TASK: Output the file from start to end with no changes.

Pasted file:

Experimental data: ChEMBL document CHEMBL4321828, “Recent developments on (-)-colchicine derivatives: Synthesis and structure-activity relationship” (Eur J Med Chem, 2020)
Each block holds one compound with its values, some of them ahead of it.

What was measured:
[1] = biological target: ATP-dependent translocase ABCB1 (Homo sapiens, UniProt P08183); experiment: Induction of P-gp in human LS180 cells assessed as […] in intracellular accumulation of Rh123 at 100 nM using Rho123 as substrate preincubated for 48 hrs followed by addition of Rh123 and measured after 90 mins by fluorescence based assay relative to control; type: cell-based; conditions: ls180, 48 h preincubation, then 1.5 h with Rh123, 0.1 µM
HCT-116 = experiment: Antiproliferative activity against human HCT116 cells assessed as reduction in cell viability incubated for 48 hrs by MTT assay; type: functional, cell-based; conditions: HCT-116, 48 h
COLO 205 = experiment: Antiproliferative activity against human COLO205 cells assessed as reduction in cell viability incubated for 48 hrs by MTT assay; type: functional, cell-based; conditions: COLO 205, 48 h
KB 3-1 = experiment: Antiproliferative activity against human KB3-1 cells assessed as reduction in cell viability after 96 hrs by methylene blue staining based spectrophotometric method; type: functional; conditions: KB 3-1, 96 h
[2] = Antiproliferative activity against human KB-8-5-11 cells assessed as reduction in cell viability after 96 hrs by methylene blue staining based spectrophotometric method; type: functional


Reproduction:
Experimental data: ChEMBL document CHEMBL4321828, “Recent developments on (-)-colchicine derivatives: Synthesis and structure-activity relationship” (Eur J Med Chem, 2020)
Each block holds one compound with its values, some of them ahead of it.

What was measured:
[1] = biological target: ATP-dependent translocase ABCB1 (Homo sapiens, UniProt P08183); experiment: Induction of P-gp in human LS180 cells assessed as […] in intracellular accumulation of Rh123 at 100 nM using Rho123 as substrate preincubated for 48 hrs followed by addition of Rh123 and measured after 90 mins by fluorescence based assay relative to control; type: cell-based; conditions: ls180, 48 h preincubation, then 1.5 h with Rh123, 0.1 µM
HCT-116 = experiment: Antiproliferative activity against human HCT116 cells assessed as reduction in cell viability incubated for 48 hrs by MTT assay; type: functional, cell-based; conditions: HCT-116, 48 h
COLO 205 = experiment: Antiproliferative activity against human COLO205 cells assessed as reduction in cell viability incubated for 48 hrs by MTT assay; type: functional, cell-based; conditions: COLO 205, 48 h
KB 3-1 = experiment: Antiproliferative activity against human KB3-1 cells assessed as reduction in cell viability after 96 hrs by methylene blue staining based spectrophotometric method; type: functional; conditions: KB 3-1, 96 h
[2] = Antiproliferative activity against human KB-8-5-11 cells assessed as reduction in cell viability after 96 hrs by methylene blue staining based spectrophotometric method; type: functional